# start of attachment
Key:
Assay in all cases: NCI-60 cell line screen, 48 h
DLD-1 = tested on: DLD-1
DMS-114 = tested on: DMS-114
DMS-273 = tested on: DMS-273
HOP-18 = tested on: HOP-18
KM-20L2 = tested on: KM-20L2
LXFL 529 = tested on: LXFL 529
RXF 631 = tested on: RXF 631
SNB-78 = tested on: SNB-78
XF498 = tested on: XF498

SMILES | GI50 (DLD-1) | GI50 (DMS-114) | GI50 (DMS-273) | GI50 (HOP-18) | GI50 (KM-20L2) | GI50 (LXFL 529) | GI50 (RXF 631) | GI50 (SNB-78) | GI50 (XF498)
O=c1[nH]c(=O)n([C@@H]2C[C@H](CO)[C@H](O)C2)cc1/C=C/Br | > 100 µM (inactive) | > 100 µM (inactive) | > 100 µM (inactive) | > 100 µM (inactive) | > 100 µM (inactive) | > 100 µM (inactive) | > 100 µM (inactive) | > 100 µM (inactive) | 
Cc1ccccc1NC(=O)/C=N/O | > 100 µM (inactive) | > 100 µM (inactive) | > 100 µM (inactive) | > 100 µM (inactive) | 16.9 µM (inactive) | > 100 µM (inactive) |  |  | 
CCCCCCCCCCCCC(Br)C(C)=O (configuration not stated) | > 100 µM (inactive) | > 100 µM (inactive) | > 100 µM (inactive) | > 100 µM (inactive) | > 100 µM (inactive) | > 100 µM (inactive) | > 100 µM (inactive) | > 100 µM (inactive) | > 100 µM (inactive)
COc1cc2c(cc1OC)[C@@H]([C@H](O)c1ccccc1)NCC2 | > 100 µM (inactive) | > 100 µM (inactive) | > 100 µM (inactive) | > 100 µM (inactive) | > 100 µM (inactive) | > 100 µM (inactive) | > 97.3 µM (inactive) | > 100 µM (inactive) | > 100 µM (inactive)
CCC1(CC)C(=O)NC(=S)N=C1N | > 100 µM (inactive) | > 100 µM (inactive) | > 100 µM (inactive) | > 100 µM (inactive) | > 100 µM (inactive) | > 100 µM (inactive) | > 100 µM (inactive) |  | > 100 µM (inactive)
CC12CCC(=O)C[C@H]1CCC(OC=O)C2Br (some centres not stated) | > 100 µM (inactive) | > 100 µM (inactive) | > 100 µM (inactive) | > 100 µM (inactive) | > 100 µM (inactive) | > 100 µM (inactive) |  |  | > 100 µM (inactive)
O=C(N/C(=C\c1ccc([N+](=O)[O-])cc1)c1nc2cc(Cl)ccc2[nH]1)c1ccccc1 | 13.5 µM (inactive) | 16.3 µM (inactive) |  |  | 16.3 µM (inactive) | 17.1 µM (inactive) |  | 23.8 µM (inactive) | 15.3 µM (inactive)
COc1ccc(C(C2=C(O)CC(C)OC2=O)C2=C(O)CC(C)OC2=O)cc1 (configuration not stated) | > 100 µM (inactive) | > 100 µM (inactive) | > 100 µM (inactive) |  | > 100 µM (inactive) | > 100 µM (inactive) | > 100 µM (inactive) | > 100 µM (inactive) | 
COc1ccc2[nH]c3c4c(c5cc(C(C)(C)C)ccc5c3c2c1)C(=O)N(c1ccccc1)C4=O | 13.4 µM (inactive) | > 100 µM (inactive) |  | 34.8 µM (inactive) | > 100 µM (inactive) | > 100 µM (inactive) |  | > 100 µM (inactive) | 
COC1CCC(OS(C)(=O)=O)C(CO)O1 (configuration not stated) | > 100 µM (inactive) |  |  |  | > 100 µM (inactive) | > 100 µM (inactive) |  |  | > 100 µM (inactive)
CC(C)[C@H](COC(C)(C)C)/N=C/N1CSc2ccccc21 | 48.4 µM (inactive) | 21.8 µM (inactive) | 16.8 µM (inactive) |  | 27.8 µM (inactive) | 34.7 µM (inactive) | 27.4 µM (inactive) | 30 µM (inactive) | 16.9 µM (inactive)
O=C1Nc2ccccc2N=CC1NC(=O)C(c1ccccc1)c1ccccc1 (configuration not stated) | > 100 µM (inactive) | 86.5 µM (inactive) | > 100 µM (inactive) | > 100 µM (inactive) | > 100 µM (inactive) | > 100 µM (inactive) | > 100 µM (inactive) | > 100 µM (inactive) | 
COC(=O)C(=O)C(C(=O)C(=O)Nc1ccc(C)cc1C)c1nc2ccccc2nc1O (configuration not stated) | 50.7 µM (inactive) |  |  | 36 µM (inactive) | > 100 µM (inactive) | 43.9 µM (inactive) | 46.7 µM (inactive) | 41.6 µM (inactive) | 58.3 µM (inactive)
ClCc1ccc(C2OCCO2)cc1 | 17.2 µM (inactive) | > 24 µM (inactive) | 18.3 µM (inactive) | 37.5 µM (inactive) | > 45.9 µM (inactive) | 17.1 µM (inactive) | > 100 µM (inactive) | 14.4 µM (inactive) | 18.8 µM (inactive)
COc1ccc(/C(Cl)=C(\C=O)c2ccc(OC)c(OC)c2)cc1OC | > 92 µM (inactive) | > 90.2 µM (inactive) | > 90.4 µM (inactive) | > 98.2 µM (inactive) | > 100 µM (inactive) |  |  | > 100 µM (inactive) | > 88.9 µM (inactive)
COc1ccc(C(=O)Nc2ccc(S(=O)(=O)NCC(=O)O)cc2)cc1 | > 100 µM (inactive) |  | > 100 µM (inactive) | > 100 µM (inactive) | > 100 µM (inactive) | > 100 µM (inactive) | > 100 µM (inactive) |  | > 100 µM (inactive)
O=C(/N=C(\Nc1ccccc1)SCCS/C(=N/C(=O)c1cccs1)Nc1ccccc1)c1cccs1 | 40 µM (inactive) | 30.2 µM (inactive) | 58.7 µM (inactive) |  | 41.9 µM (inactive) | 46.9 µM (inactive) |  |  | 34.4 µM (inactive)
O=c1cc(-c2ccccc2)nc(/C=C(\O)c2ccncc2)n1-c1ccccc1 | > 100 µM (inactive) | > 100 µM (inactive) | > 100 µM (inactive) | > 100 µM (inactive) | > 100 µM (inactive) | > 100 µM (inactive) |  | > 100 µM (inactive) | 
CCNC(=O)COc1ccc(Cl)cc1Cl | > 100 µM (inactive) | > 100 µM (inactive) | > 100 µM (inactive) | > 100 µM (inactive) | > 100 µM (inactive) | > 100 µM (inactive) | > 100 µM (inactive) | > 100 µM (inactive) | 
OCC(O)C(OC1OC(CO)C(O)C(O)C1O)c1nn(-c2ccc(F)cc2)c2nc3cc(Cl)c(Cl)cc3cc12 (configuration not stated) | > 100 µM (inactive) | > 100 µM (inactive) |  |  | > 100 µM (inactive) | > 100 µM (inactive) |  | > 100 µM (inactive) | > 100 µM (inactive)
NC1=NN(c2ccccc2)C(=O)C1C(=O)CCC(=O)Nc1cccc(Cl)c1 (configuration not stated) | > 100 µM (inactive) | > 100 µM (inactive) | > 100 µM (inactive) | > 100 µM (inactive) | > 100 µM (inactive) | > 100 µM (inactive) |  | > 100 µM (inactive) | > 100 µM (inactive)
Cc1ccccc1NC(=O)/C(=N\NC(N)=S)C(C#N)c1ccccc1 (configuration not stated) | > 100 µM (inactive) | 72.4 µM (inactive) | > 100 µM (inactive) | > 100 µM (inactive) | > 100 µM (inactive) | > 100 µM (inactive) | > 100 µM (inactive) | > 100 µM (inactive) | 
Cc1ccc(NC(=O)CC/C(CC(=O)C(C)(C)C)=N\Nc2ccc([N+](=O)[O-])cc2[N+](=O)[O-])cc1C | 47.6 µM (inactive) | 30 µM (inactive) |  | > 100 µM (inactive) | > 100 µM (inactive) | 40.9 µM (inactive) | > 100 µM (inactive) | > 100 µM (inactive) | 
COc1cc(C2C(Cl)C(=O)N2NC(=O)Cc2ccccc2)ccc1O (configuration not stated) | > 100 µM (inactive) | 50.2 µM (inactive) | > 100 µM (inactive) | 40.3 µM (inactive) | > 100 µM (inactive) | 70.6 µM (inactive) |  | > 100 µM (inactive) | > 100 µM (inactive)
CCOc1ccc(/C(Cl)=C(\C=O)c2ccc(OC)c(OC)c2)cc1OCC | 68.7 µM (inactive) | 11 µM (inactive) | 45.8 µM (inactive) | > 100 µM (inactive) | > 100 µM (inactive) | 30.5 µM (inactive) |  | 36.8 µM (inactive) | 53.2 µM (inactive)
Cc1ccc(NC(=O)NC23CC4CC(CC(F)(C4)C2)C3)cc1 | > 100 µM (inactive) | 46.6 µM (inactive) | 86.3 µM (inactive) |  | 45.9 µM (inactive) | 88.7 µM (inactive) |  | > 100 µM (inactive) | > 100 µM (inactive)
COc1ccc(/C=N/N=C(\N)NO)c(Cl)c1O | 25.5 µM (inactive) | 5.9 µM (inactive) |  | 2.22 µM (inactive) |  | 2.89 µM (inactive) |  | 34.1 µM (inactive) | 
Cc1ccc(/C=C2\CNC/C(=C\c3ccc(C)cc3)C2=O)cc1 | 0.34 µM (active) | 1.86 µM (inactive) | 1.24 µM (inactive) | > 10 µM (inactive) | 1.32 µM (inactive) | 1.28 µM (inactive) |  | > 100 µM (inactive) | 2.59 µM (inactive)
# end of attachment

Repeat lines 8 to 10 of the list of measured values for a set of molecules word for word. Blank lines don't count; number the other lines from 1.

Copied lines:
LXFL 529 = tested on: LXFL 529
RXF 631 = tested on: RXF 631
SNB-78 = tested on: SNB-78